But it was undeniably Angelspit’s night and by the time they got onstage, the crowd was wild and the venue packed. Like a sonic detonation they arrived, greeted by the shriek of the gathered fans – a band in the prime of its popularity. Angelspit seems to be an act meant to be listened to live – from DestroyX’s and Zoog’s usual imaginative appearance to the music’s evidently punk roots that radiate potently from the stage, everything about Angelspit seems to benefit from the band’s proximity to the public. What might seem like a checklist to some was, in this case, absorbingly intense and hits like “Ditch the Rest” or “Fuck the Revolution” were given a new, fresh quality due to the raw power of Angelspit’s vocal driven performance; the former in particular, stripped to bare minimum with emphasized percussion appearing to be even better than the original album rendition. “Toxic Girl” made apparent just how much magnetism lies in DestroyX’s sensual act and her energetic presence was constantly a no holds barred, uncompromising highlight. The charisma displayed by Zoog Von Rock emanated from the stage and “Maggot” sang in tandem with the audience felt like a real transfusion of energy. Angelspit might feed on distortion but at the same time seems to feed off the crowd’s reaction and the chemistry that they shared that night was evident. When asked by Zoog for requests, the venue burst into indistinguishable maelstrom of voices – this writer couldn’t be happier that what followed was the infectious hit “Skinny Little Bitch.”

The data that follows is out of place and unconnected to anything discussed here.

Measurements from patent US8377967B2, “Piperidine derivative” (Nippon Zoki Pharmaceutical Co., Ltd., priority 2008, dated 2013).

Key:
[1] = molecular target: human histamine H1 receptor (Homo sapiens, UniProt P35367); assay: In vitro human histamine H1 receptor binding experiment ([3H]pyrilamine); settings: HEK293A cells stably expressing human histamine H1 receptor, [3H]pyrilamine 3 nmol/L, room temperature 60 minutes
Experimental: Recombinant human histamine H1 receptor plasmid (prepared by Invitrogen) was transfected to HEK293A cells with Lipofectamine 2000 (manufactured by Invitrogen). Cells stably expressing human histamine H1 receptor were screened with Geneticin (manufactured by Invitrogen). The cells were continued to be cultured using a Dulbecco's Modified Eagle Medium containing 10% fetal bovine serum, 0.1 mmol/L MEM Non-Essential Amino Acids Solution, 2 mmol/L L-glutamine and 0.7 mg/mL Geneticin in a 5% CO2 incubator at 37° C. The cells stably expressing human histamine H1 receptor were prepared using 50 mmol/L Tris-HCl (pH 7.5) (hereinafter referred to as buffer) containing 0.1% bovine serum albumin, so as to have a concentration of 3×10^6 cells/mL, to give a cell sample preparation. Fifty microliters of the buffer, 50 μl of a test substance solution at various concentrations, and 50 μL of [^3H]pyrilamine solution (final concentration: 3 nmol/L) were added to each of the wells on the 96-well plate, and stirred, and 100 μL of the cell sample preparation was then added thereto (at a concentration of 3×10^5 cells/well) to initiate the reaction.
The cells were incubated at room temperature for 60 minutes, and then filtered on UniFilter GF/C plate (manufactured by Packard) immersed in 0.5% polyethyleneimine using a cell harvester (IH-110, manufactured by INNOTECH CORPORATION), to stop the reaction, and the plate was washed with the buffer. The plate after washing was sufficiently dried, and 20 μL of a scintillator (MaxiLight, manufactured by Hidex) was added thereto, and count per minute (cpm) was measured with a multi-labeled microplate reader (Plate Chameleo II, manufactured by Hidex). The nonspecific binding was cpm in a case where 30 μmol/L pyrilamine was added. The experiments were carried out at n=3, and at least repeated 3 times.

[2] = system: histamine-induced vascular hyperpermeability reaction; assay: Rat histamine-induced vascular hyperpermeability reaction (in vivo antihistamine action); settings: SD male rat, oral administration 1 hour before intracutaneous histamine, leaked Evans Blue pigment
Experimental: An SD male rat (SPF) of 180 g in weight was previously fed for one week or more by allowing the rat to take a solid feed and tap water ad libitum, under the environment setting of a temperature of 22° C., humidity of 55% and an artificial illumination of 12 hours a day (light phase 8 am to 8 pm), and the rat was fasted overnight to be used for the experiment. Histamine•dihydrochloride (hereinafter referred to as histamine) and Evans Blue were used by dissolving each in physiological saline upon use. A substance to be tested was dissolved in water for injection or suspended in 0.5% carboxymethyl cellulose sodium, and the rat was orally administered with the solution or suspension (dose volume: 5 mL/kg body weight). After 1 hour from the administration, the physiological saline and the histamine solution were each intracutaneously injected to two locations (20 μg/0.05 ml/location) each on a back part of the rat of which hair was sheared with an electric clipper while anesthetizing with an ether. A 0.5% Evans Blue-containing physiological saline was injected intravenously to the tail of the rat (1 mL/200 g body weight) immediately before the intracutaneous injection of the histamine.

Those in the United States to whom Angelspit is bringing this wonderful spectacle of fury and angst are in for a treat. There are ultimately very few acts that can make an atmosphere of garage band performance, fuelled by punk sensibility, furious attitude, and soaked in sweat seem so appealing. From constant interaction with those lucky enough to be right by the stage to DestroyX taking a picture of the audience at the end of the show, all speaks volumes about Angelspit’s commitment to deliver. “Fuck the Revolution” indeed!


Damian Glowinkowski (DamienG)
Photographs by Dulcie Faure Walker


Leave a Comment


Do NOT follow this link or you will be banned from the site!